The scientific life of Jyoti started with a fact: The invention of an optical beam of sufficient power to be useful in manufacturing and a question: what to do with it? He became involved in developing laser cutting and welding and saw these processes change from being considered avant-garde, exotic, expensive, or even dangerous to becoming accepted high quality processes. He played a part in pioneering many novel processes using lasers from simple marking to the production of nanoparticles. As this tribute shows he played a major role in transforming manufacturing by developing additive manufacturing with his pioneering scientific studies on laser cladding. This is a fundamental transformation, not a flash in the pan of fashion. Manufacturing will not be the same again. His too early death is a great loss to all working in this subject as well as his many friends.

The subject of laser material processing owes much to Jyoti. He was always searching for the next development and he had the talent to exploit it when he found it. From his 400 or so publications one can see a genius at work. His mathematical models became so sophisticated they could replicate the waves on a weld pool and inside the keyhole. A far cry from where we started in 1980 at the Imperial College in London, England. He was one of the pioneers to recognize that the laser could produce nanoparticles through ablation at a time when no one thought nanoparticles would lead to so much. Then came laser cladding and the realization that cladding repeatedly in one place could build features leading to the subject of additive manufacturing.

He remained a serious scientist to the end. In the recent 2020 ICALEO virtual conference he proposed a new method for monitoring a laser weld from the spectrum of the plasma. In an email to Steen later he stated, “The Mechanical property and plasma relationship concept came from the simple thought that if hardness is proportional to resistance to deformation, then there should be similarity with plasma formation too. If the atom does not want to move sidewise, it will not like to vaporize either. After doing some proof-of-concept experiments, I started getting deeper into it. Plasma behavior is described using Quantum mechanics whereas mechanical properties are described using classical mechanics. I dream and hope that one day, I can develop a simple equation for transition from quantum to classical mechanics.” Email to WMS in Oct 2020.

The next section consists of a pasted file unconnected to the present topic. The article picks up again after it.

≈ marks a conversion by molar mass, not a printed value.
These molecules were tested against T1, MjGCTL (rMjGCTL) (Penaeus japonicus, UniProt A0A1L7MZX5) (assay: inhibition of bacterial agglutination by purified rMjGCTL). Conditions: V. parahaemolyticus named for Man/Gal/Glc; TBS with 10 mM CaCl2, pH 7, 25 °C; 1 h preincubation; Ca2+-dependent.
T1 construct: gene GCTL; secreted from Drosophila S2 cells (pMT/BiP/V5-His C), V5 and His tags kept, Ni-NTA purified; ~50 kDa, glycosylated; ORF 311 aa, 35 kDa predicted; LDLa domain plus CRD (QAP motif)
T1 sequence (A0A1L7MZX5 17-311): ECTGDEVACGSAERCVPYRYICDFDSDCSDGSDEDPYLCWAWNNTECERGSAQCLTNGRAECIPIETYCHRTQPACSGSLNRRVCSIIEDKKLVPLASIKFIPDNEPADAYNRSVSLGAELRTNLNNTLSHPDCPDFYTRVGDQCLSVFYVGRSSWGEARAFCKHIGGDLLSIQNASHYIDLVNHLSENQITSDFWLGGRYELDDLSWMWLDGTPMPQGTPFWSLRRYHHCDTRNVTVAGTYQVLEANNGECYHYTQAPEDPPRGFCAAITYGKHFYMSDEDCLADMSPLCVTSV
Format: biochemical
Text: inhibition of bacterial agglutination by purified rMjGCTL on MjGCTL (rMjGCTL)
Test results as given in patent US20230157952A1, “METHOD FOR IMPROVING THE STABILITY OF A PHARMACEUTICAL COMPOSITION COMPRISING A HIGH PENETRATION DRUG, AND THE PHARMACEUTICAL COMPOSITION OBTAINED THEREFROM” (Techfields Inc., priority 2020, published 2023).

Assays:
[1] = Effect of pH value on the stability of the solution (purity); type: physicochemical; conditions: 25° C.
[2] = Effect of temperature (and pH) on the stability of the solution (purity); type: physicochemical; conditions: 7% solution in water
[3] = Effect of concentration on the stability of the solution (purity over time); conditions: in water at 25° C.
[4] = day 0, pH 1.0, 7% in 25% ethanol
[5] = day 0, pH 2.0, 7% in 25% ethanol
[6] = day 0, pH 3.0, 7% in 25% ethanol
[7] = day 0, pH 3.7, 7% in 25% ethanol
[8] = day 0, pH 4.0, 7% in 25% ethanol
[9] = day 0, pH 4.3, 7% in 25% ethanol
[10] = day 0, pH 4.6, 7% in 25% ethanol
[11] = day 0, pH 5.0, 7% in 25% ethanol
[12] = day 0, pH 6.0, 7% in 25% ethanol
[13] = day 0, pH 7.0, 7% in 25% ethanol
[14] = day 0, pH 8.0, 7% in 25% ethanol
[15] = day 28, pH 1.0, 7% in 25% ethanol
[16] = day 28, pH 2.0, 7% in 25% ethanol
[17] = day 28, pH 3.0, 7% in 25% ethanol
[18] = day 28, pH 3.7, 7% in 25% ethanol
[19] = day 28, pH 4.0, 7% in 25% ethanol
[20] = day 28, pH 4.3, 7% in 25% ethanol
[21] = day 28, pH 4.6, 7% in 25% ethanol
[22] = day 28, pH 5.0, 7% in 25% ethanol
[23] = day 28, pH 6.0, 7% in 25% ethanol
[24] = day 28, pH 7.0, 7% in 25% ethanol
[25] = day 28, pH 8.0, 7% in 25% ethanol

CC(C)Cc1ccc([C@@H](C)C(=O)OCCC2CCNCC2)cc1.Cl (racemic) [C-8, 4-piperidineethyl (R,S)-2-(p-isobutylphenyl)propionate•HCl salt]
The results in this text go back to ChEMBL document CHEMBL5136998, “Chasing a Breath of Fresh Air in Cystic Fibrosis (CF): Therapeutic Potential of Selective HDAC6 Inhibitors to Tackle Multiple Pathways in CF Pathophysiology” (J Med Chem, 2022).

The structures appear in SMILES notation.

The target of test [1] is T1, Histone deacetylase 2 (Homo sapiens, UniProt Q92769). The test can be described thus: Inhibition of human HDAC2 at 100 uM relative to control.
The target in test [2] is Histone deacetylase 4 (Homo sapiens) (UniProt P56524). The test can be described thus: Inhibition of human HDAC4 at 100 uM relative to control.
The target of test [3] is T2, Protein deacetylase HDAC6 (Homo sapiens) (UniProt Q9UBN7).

Professor Mazumder leaves behind an extraordinary history of excellence with numerous awards and achievements. In addition to receiving the prestigious Arthur Schawlow award from LIA, he was the recipient of many other awards. To name just a few, he was an elected member of the USA National Academy of Engineering, Foreign Fellow of the Indian National Academy of Engineering, William T. Ennor Award for manufacturing, Thomas A. Edison Patent Award, and the Distinguished University Innovator Award from the UM. He co-authored two books, Theory and Application of Laser Chemical Vapor Deposition, and Laser Materials Processing. While pursuing academic excellence in the field of Direct Metal Deposition (DMD) technology, he also demonstrated entrepreneurial skill by establishing a company for commercializing the DMD technology.

Professor Mazumder was an excellent teacher. He educated and trained many students who are now well-established faculty members in various universities, accomplished professionals in different industries, or meticulous scientists in Government laboratories. He leaves behind a legacy of bright scientists and engineers throughout the world carrying on his teachings and research principles. He touched the lives of many and will be dearly missed. His spirit and legacy, however, will remain alive. We hope this special edition of JLA will benefit many generations to come.

William M. Steen and Aravinda Kar

His friend and Ph.D. supervisor. His friend and post-doctoral student

The authors have no conflicts to disclose.

William M. Steen: Writing – review & editing (equal). Aravinda Kar: Writing – review & editing (equal).